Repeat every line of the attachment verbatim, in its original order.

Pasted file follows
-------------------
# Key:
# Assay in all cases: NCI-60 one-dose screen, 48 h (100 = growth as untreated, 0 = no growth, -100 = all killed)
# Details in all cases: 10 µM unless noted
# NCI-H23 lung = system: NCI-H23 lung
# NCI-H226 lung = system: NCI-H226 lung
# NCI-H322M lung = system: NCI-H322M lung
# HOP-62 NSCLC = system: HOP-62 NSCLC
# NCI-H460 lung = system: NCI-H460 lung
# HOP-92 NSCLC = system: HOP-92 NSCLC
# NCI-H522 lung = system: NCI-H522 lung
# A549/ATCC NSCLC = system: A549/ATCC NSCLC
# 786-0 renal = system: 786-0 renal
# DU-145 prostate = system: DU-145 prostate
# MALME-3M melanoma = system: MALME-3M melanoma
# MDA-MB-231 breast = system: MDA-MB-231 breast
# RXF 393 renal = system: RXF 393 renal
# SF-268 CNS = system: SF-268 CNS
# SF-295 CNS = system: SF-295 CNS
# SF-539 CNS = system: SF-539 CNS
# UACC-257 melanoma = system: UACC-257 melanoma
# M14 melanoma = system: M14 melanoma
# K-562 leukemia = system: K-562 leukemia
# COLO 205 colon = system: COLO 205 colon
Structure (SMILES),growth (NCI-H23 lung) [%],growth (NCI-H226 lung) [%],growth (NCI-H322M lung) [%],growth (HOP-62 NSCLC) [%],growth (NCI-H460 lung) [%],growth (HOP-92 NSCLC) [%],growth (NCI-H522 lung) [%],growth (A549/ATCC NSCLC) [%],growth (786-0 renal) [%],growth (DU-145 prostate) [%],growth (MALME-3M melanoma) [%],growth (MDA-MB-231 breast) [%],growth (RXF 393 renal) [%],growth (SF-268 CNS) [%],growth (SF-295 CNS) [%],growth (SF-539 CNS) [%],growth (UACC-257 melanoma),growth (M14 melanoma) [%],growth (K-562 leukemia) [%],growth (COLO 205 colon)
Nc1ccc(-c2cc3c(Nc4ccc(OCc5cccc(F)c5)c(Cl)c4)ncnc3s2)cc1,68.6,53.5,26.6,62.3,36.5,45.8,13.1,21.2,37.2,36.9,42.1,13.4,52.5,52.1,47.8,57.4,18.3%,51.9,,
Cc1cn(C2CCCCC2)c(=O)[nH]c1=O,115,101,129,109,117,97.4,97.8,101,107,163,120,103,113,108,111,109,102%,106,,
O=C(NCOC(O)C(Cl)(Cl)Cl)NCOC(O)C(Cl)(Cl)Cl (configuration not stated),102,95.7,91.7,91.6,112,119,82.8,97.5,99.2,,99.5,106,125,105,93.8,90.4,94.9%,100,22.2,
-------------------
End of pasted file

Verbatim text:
# Key:
# Assay in all cases: NCI-60 one-dose screen, 48 h (100 = growth as untreated, 0 = no growth, -100 = all killed)
# Details in all cases: 10 µM unless noted
# NCI-H23 lung = system: NCI-H23 lung
# NCI-H226 lung = system: NCI-H226 lung
# NCI-H322M lung = system: NCI-H322M lung
# HOP-62 NSCLC = system: HOP-62 NSCLC
# NCI-H460 lung = system: NCI-H460 lung
# HOP-92 NSCLC = system: HOP-92 NSCLC
# NCI-H522 lung = system: NCI-H522 lung
# A549/ATCC NSCLC = system: A549/ATCC NSCLC
# 786-0 renal = system: 786-0 renal
# DU-145 prostate = system: DU-145 prostate
# MALME-3M melanoma = system: MALME-3M melanoma
# MDA-MB-231 breast = system: MDA-MB-231 breast
# RXF 393 renal = system: RXF 393 renal
# SF-268 CNS = system: SF-268 CNS
# SF-295 CNS = system: SF-295 CNS
# SF-539 CNS = system: SF-539 CNS
# UACC-257 melanoma = system: UACC-257 melanoma
# M14 melanoma = system: M14 melanoma
# K-562 leukemia = system: K-562 leukemia
# COLO 205 colon = system: COLO 205 colon
Structure (SMILES),growth (NCI-H23 lung) [%],growth (NCI-H226 lung) [%],growth (NCI-H322M lung) [%],growth (HOP-62 NSCLC) [%],growth (NCI-H460 lung) [%],growth (HOP-92 NSCLC) [%],growth (NCI-H522 lung) [%],growth (A549/ATCC NSCLC) [%],growth (786-0 renal) [%],growth (DU-145 prostate) [%],growth (MALME-3M melanoma) [%],growth (MDA-MB-231 breast) [%],growth (RXF 393 renal) [%],growth (SF-268 CNS) [%],growth (SF-295 CNS) [%],growth (SF-539 CNS) [%],growth (UACC-257 melanoma),growth (M14 melanoma) [%],growth (K-562 leukemia) [%],growth (COLO 205 colon)
Nc1ccc(-c2cc3c(Nc4ccc(OCc5cccc(F)c5)c(Cl)c4)ncnc3s2)cc1,68.6,53.5,26.6,62.3,36.5,45.8,13.1,21.2,37.2,36.9,42.1,13.4,52.5,52.1,47.8,57.4,18.3%,51.9,,
Cc1cn(C2CCCCC2)c(=O)[nH]c1=O,115,101,129,109,117,97.4,97.8,101,107,163,120,103,113,108,111,109,102%,106,,
O=C(NCOC(O)C(Cl)(Cl)Cl)NCOC(O)C(Cl)(Cl)Cl (configuration not stated),102,95.7,91.7,91.6,112,119,82.8,97.5,99.2,,99.5,106,125,105,93.8,90.4,94.9%,100,22.2,